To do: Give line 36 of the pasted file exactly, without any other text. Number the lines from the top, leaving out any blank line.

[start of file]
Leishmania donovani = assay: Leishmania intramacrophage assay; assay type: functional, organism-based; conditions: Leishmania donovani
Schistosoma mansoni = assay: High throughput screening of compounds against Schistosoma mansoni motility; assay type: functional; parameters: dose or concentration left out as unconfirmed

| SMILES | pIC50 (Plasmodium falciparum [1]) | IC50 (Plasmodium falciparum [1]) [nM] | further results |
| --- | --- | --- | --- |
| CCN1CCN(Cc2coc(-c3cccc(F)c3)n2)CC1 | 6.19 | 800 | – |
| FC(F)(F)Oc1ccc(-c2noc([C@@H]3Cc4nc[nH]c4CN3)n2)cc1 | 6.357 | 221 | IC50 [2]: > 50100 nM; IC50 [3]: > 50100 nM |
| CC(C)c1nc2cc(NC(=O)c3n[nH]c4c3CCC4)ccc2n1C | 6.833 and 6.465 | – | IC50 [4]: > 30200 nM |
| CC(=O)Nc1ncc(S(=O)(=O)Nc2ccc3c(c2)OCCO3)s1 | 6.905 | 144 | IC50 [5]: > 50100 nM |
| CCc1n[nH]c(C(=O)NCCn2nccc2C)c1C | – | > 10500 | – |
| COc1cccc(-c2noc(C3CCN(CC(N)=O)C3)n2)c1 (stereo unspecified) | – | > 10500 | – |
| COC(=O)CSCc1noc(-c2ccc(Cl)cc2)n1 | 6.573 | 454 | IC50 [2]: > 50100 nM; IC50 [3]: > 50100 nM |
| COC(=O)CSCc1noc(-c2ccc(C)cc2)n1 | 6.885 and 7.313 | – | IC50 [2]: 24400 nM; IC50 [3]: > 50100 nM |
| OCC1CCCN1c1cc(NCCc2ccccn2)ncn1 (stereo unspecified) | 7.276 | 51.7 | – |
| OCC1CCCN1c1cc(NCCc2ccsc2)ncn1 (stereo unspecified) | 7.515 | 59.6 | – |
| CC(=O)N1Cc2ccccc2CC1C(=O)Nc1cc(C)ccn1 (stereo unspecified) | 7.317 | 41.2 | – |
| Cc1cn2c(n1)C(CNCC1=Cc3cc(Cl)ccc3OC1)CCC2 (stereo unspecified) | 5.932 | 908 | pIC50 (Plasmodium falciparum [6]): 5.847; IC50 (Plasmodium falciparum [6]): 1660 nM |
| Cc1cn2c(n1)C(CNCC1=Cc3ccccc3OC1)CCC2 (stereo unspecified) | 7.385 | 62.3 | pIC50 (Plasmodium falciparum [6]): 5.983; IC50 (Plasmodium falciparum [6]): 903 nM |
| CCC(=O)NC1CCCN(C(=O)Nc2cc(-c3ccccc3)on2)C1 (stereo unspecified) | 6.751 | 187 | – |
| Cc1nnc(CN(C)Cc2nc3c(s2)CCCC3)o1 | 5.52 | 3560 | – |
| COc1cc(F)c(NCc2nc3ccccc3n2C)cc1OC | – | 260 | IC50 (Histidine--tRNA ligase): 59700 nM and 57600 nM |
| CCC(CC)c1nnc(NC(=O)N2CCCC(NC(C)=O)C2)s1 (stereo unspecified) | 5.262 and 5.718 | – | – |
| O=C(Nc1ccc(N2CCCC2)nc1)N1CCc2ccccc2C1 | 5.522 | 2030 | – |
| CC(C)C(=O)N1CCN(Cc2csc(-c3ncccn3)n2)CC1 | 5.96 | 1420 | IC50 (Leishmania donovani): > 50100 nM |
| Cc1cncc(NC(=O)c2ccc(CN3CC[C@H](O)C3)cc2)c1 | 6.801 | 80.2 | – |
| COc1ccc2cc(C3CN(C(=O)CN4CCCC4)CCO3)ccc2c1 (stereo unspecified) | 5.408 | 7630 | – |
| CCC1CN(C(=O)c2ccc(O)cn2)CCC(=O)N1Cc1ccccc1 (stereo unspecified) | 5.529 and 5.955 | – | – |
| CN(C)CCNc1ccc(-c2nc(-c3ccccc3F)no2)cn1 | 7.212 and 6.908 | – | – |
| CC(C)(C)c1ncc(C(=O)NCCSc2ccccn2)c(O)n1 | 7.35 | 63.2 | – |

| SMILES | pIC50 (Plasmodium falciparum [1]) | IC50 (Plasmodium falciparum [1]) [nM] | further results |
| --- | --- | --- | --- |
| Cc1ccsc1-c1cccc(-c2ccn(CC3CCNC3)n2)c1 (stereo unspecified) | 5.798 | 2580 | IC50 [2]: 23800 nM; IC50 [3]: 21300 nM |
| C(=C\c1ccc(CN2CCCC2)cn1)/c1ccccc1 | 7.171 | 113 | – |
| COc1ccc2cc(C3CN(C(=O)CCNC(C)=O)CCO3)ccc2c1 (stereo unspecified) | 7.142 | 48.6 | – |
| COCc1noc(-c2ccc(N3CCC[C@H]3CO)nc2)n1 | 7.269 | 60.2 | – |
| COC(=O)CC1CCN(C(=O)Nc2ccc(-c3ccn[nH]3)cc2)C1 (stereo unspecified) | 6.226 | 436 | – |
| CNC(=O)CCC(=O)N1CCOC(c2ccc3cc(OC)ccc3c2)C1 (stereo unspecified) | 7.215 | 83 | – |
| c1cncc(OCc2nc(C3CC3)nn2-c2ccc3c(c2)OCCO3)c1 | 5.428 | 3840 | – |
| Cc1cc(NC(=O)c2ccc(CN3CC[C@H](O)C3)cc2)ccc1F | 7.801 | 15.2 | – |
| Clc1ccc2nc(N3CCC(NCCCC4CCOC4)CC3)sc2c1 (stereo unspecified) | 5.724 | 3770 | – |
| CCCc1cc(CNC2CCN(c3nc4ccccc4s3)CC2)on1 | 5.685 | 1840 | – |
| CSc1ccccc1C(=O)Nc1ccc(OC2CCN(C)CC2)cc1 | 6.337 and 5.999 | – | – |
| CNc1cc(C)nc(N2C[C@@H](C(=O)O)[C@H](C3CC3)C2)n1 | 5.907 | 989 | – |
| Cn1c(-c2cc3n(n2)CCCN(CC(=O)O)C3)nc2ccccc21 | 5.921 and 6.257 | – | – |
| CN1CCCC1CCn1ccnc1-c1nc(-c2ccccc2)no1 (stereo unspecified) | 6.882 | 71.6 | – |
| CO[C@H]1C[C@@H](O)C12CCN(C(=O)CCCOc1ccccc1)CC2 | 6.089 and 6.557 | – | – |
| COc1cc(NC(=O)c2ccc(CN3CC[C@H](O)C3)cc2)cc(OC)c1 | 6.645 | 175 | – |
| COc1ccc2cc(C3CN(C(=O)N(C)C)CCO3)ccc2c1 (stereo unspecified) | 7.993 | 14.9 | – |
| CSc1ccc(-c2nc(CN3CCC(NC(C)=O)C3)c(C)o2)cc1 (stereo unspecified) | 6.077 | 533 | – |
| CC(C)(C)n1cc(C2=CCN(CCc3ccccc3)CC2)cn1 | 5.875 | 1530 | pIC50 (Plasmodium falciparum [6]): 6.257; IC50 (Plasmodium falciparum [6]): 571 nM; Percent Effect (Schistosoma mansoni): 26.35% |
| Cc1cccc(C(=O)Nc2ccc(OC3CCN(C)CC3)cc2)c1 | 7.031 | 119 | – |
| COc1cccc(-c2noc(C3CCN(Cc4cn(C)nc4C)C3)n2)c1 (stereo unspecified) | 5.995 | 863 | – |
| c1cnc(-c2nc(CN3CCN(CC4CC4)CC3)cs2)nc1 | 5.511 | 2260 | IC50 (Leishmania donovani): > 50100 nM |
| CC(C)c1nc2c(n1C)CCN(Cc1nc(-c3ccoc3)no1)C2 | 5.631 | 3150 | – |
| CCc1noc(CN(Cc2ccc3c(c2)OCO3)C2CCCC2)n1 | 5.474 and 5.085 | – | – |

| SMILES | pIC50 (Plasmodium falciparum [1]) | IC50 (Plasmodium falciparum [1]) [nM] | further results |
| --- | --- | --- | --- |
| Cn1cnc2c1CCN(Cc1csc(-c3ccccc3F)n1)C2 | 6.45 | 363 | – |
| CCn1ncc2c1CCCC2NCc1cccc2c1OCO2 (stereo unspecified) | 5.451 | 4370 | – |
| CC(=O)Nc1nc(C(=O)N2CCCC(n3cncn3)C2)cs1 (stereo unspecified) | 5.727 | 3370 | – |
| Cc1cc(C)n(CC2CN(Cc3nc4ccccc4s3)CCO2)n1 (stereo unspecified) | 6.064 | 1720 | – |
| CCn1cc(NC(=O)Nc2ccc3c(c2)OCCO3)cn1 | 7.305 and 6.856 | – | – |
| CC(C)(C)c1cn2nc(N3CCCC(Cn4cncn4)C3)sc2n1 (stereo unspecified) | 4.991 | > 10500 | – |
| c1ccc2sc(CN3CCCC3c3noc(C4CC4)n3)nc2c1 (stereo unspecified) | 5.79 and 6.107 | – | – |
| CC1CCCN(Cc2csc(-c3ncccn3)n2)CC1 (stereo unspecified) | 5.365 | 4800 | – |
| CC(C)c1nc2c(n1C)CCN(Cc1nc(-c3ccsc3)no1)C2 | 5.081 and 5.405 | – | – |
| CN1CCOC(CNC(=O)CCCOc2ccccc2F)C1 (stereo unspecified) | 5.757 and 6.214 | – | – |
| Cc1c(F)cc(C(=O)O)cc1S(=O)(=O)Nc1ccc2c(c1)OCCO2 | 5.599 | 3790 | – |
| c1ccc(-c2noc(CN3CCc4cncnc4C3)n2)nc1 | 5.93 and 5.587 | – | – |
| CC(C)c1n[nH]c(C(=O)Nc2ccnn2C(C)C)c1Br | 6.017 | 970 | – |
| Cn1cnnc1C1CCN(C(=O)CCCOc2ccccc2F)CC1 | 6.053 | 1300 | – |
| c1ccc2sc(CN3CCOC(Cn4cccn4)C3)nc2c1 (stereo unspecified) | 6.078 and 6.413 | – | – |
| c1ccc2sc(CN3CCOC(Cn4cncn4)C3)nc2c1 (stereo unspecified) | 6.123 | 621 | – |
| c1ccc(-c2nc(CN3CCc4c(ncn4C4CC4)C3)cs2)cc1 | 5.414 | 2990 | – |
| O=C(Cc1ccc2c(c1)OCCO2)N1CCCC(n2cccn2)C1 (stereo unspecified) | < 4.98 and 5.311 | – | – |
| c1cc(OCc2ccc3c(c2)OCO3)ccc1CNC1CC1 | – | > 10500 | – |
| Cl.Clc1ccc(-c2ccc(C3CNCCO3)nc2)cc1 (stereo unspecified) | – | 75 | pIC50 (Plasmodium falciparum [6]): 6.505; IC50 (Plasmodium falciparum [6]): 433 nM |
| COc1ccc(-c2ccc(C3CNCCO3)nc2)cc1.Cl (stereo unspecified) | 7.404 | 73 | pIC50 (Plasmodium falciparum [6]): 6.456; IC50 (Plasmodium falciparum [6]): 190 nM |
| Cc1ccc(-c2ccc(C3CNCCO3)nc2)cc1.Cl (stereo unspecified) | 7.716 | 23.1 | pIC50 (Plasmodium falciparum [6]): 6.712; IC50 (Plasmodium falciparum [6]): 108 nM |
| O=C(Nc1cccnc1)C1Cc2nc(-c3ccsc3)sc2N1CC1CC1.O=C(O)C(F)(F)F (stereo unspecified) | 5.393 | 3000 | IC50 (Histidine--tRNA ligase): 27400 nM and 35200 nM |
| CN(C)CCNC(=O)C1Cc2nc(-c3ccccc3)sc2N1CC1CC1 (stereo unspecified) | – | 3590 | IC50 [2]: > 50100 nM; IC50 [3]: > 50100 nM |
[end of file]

| CNC(=O)CCC(=O)N1CCOC(c2ccc3cc(OC)ccc3c2)C1 (stereo unspecified) | 7.215 | 83 | – |